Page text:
In the days of the Armada, a fleet of warships, the scuttlebutt was the rumor or gossip that would spread throughout the ship. Today, Armada Law Corp presents The Scuttlebutt, a daily summery of news articles that people within the cannabis, hemp and plant medicine industries are chatting about along with links to the full articles.
In today’s news:
#cannabisindustry – “In the early days, OLCC emphasized “teaching compliance” and working with licensees who made mistakes—honestly or otherwise. We later saw a transition toward heavy-handed enforcement, as the Commission worked with the legislature in an effort to cull licenses
The problem is, OLCC treats small businesses much differently than bigger outfits. We’ve been saying this on the blog for a while now (see here and here for example). And when I say “OLCC” please note that I am not talking about specific OLCC personnel. There are some great people at the Commission who are smart, work hard, and really care.”
#cannabismarketing – “Twitter might have further eased its rules for cannabis advertising, but the changes don’t seem to have made it any easier for marijuana businesses to take advantage of the social media platform’s wide reach.
Regulatory red tape, Twitter’s unfamiliarity with the cannabis industry and cost are among the continued stumbling blocks.
For example, Twitter requires advertisers to be a Twitter Blue or Verified Organization subscriber, which adds a blue check mark to their accounts.”
#cannabisresearch – “A new study from researchers at the University of California, Los Angeles found some good news for cannabis smokers: one of the major risks associated with tobacco smoking isn’t connected with marijuana.
The study, “Impact of Marijuana Smoking on COPD Progression in a Cohort of Middle-Aged and Older Persons,” was published in the journal “Chronic Obstructive Pulmonary Diseases” this month….
“Neither former nor current marijuana smoking of any lifetime amount was associated with evidence of COPD progression or its development,” the study said.”
#cannabiscultivation – “Growers can increase their margins by pairing solar generation and energy storage with their operations. Solar Cannabis Company (formerly Solar Therapeutics), a cultivator in Massachusetts, chose to implement a microgrid to power its facility with over 5 megawatts of solar power. Solar Cannabis has been designed to reduce its expected energy consumption by 40% and its emissions by 60% of what could be expected of a similarly-sized operation.
Companies that produce solar power can sell excess power to local utility companies, thus allowing for the sale proceeds to result in an additional revenue stream when there is excess generation. Facilities that wish to power their own operations with microgrids can use combined heat and power systems and battery storage on-site to work in conjunction with solar and ensure efficiency and reliability.”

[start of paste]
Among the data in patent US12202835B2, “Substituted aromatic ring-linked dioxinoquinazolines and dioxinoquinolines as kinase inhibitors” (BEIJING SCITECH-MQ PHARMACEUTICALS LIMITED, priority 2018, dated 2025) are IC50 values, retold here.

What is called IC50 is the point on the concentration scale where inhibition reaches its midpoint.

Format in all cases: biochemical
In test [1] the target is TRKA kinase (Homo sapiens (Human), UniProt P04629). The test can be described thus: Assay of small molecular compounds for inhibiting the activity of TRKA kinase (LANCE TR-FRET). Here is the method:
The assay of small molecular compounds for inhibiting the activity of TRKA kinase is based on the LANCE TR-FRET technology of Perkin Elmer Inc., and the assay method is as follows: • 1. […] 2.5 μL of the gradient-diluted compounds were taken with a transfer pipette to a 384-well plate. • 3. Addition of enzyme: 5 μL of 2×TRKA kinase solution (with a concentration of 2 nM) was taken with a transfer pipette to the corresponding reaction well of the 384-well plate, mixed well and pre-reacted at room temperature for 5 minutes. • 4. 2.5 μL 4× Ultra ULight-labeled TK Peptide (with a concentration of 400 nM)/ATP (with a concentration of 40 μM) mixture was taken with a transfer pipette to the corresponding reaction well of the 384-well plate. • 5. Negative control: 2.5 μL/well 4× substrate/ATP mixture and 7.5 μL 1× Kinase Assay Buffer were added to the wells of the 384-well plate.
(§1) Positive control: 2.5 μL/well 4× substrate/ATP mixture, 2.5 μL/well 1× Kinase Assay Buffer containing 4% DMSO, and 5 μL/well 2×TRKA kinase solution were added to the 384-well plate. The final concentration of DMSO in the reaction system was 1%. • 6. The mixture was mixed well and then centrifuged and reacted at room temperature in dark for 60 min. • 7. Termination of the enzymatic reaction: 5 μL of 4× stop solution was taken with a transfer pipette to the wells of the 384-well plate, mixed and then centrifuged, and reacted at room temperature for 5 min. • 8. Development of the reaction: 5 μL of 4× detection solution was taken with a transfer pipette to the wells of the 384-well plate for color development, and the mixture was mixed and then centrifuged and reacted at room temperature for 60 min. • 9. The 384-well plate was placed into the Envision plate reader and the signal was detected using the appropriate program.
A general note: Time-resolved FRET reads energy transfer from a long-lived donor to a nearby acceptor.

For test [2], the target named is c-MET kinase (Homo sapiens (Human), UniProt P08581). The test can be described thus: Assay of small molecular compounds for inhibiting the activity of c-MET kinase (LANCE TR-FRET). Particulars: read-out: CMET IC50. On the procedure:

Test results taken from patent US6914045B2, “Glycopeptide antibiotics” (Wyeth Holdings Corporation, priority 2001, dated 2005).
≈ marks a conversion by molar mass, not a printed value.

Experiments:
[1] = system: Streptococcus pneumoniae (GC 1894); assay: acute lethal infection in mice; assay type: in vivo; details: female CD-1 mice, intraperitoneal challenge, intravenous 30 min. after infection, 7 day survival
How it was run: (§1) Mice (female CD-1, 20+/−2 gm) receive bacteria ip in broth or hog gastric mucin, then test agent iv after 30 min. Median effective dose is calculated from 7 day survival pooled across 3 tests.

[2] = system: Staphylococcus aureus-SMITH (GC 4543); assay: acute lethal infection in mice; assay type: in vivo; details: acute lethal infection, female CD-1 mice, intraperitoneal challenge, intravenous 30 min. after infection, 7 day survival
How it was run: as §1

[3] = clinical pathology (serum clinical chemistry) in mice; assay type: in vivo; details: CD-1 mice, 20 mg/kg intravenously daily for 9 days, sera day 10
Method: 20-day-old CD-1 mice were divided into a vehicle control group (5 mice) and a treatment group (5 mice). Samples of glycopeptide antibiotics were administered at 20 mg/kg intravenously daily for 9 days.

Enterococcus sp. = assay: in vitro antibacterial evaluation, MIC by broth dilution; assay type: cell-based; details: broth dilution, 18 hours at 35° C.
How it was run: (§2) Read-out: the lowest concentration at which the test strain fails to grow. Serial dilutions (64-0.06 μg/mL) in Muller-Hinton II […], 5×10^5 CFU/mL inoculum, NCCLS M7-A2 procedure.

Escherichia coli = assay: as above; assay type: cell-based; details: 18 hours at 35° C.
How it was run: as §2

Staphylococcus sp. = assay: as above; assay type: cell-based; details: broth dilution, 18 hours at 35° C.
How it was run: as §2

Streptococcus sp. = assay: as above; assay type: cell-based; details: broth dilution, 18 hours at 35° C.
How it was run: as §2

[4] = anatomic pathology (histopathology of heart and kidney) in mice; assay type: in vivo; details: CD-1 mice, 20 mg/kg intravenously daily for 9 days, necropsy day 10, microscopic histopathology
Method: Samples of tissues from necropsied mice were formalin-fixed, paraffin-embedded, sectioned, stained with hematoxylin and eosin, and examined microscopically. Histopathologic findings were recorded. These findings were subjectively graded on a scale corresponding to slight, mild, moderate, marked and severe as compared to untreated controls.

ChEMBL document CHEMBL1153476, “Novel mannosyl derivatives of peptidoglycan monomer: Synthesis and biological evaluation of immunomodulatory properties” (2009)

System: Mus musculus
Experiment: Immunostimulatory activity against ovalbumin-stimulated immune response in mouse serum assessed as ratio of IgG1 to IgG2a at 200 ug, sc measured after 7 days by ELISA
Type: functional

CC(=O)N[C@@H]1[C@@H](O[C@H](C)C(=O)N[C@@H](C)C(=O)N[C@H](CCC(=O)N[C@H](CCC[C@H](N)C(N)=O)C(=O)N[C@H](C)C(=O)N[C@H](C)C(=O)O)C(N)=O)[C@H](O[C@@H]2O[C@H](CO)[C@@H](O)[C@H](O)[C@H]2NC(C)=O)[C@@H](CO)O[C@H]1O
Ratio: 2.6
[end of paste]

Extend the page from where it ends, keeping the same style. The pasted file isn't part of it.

#cannabispolitics – “On March 31, 2021, New York legalized adult-use cannabis with the passage of the Marijuana Regulation & Taxation Act (MRTA). Perhaps the most controversial portion of the Act was Section 493(1)-(3), which established taxes on the potency of cannabis products
sold by distributors to retailers. Many cannabis advocates condemn this tariff, arguing that it increases the effective tax rate to such a high level that legal cannabis businesses can no longer compete against the illegal operations. A movement to repeal this tax and substitute a flat tax of 20% is gaining momentum.”
#californiacannabis – “California has earned more than $216 million in tax revenue from the sale of legal cannabis this year.
On Tuesday, the California Department of Tax and Fee Administration reported the tax revenue generated from cannabis sales for the first quarter of 2023.
As of May 16, cannabis tax revenue added up to about $216.2 million, including $104.3 million from the cannabis excise tax, and $111.9 in sales tax revenue.”
#commercialcannabis – “The U.S. Securities and Exchange Commission has obtained a temporary restraining order freezing the assets of a purported Las Vegas-based marijuana products company after alleging that the company was operating a $60 million Ponzi-style scheme.
Judge John W. Holcomb of the Central District of California approved the SEC’s application Friday to freeze Integrated National Resources Inc., which does business as WeedGenics. The SEC filed a civil complaint against the company; its president, Patrick Earl Williams of St. Petersburg, Florida; and its primary investor relations representative, Rolf Max Hirschmann of Eagle, Idaho.
The SEC claims that since June 2019, Hirschmann and Williams have used sham promises of investment returns to enrich themselves and others by about $60 million.”
SEC Shuts Down Alleged $60M Cannabis Offering Fraud: https://www.law360.com/articles/1680782?utm_source=android&utm_medium=android&utm_campaign=android-shared